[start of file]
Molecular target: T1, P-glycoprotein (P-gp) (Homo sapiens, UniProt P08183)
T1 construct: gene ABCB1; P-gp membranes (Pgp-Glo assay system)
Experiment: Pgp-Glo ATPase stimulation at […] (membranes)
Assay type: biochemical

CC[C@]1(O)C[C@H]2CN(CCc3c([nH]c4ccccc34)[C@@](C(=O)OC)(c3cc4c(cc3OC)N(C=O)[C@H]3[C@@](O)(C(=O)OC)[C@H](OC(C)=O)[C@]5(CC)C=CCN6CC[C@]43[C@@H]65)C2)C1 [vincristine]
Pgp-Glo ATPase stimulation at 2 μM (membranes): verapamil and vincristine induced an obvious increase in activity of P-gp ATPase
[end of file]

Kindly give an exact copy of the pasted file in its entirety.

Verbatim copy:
Molecular target: T1, P-glycoprotein (P-gp) (Homo sapiens, UniProt P08183)
T1 construct: gene ABCB1; P-gp membranes (Pgp-Glo assay system)
Experiment: Pgp-Glo ATPase stimulation at […] (membranes)
Assay type: biochemical

CC[C@]1(O)C[C@H]2CN(CCc3c([nH]c4ccccc34)[C@@](C(=O)OC)(c3cc4c(cc3OC)N(C=O)[C@H]3[C@@](O)(C(=O)OC)[C@H](OC(C)=O)[C@]5(CC)C=CCN6CC[C@]43[C@@H]65)C2)C1 [vincristine]
Pgp-Glo ATPase stimulation at 2 μM (membranes): verapamil and vincristine induced an obvious increase in activity of P-gp ATPase